A personal perspective on Obamacare

March 24, 2014 | By | 6 Replies More

My family just signed up for an extremely expensive “Bronze” policy with Obamacare. It is shameful that there are only two companies “competing” for our dollars in St. Louis (it’s worse than shopping for a phone company). It’s shameful that none of the policies in the bronze or silver range include Barnes Hospital (St. Louis’ premium teaching hospital) in their network. It shameful that even though we are paying $1,000/month for a family of four, that the annual deductible is in the range of $4,300 for indiv and $8,600 for family, with annual out-of-pocket deductible for our family being $12,700. There is no real competition here, and I have yet to see the any reason to believe that the ACA will pressure providers to lower their costs. In America, we pay many times the amount for basic services (e.g., MRI scan) than people in other countries. Our economic side of our hospitals, including “non-profit” hospitals, are a joke, with their executives getting exorbitant salaries while they are on a shopping spree to buy up the local medical practices so that there is no meaningful competition, even your local doctors. I recognize that the ACA forces insurance companies to provide certain minimum coverages and that they can no longer cherry-pick patients based on pre-existing conditions, which was rampant and immoral. The ACA is certainly better than nothing.

The most shameful thing of all, however, is that even with the faults of Obamacare, the Republicans want to destroy the modest protection it offers many of us, and the substantial protection it offers low-income families. They propose to replace it with nothing at all. The Republican proposals I have seen would send all of us back to ravages of the dog-eat-dog for-profit health market where cherry-picked customers pay unregulated prices, where premiums have been skyrocketing for decades, where many folks are offered paltry coverage that they have no way of paying for, and where many people are deemed “uninsurable.” If politicians can only convince us to keep watching lots of sports events and movies, maybe we will never force them to enact meaningful reform.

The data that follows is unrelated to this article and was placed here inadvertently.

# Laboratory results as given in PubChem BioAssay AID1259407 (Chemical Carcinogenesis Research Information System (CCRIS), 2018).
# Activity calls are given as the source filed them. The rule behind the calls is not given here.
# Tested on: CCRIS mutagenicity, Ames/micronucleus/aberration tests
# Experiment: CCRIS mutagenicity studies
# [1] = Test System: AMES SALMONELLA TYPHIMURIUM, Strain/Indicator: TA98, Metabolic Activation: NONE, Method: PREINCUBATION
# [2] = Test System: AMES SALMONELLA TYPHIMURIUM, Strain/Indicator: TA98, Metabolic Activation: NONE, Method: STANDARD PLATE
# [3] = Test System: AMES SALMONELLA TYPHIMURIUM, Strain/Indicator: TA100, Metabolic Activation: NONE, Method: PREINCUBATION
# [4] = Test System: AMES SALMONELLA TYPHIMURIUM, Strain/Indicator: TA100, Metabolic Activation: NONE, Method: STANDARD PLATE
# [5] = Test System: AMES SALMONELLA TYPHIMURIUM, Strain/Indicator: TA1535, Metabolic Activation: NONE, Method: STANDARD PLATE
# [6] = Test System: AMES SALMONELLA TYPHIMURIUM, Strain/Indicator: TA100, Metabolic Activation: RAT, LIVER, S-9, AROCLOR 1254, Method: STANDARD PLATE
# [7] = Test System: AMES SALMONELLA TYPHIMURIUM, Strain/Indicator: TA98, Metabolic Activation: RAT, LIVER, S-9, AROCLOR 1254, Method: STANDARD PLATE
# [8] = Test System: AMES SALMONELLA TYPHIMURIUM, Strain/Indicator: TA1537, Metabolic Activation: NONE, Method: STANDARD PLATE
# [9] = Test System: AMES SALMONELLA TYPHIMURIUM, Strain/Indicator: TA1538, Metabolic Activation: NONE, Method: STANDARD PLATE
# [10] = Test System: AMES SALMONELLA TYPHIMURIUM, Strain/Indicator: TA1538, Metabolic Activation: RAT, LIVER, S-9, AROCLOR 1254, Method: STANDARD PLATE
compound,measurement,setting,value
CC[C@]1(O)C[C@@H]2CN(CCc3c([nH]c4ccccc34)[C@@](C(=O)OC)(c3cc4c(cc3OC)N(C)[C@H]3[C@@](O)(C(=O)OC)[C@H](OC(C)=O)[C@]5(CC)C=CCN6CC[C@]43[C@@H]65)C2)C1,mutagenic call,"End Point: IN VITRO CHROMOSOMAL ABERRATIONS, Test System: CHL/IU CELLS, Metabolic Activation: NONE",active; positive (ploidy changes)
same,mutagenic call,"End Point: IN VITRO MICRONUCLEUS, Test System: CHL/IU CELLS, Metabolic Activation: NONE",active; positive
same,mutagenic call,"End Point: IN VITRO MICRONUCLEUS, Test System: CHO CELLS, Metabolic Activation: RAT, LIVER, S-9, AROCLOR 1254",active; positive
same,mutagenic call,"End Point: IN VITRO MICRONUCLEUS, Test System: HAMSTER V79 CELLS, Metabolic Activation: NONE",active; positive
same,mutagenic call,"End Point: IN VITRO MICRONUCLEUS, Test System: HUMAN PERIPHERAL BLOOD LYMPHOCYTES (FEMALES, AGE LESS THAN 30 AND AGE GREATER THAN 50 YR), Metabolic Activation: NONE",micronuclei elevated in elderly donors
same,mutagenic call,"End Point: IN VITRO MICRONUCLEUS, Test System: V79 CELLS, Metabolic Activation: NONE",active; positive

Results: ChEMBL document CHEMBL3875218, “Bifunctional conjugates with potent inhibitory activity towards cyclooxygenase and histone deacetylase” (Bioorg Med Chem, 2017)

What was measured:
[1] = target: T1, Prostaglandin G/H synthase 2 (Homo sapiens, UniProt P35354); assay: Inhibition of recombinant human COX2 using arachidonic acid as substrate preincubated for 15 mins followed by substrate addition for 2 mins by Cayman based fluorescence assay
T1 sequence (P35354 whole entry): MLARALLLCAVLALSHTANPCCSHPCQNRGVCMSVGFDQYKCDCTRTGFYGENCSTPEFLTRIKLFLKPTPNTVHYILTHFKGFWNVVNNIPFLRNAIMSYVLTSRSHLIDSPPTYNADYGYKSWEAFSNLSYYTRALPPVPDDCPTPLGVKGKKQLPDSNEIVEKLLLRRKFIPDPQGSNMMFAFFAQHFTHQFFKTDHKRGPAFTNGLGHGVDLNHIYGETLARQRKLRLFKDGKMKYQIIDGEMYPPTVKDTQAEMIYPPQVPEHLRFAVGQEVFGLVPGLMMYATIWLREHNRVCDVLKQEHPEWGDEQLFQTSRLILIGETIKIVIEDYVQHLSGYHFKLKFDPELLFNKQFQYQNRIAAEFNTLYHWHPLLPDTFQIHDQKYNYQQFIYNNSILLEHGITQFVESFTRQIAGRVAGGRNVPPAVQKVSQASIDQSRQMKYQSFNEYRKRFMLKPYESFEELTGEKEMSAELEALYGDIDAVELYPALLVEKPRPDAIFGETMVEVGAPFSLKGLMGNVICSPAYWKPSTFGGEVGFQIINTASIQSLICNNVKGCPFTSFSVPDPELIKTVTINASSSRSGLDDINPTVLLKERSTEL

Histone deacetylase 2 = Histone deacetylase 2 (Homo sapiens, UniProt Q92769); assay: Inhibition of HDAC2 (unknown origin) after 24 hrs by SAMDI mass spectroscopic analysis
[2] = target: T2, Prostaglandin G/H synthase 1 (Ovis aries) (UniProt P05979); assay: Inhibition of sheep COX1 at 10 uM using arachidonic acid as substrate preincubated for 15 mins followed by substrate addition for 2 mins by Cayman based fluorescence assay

We need single-payor coverage, like most other civilized countries. For more on the dreadful situation we currently have, check out Stephen Brill’s excellent article.

I’ll end with this somber reality from Brill’s article:

The health care industry seems to have the will and means to keep it that way. According to the Center for Responsive Politics, the pharmaceutical and healthcare product industries, combined with the organizations representing doctors, hospitals, nursing homes, health services and HMO’s, have spent $5.36 billion since 1998 on lobbying in Washington. That dwarfs the $1.53 billion spent by the defense and aerospace industries and the $1.3 billion spent by oil and gas interests over the same period. That’s right: the health-care-industrial complex spends more than three times what the military-industrial complex spends in Washington.